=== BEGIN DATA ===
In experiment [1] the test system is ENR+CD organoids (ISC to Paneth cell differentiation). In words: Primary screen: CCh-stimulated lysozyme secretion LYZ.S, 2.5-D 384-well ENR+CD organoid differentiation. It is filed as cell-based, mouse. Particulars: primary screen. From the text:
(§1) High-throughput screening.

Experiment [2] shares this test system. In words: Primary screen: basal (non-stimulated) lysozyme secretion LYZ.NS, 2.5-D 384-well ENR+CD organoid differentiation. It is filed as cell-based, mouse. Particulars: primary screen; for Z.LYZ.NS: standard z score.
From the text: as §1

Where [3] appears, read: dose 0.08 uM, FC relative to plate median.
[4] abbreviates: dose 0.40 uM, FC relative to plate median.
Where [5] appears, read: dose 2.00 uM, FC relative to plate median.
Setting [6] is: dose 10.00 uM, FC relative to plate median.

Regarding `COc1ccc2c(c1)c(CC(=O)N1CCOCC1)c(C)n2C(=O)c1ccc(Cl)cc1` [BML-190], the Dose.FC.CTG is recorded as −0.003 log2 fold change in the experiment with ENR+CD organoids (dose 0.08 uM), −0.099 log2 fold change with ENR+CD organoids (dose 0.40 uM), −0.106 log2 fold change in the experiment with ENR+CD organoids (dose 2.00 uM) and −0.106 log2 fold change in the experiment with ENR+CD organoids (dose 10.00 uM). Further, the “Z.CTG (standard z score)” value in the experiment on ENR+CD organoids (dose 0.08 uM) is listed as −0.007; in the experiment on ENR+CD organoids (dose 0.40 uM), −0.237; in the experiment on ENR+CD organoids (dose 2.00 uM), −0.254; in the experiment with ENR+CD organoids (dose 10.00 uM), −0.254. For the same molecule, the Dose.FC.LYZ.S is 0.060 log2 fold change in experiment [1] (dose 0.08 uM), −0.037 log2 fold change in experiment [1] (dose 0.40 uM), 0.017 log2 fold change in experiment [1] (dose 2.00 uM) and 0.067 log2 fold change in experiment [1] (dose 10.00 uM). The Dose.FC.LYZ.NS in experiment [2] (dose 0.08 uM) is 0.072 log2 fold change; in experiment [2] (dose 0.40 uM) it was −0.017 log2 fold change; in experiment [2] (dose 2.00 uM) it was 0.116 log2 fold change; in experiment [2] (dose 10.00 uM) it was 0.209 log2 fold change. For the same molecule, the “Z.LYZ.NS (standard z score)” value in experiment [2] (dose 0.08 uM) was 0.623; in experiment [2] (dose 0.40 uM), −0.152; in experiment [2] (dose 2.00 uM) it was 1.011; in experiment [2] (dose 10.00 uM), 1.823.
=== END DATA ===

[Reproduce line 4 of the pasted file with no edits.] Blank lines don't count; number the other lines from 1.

From the text: as §1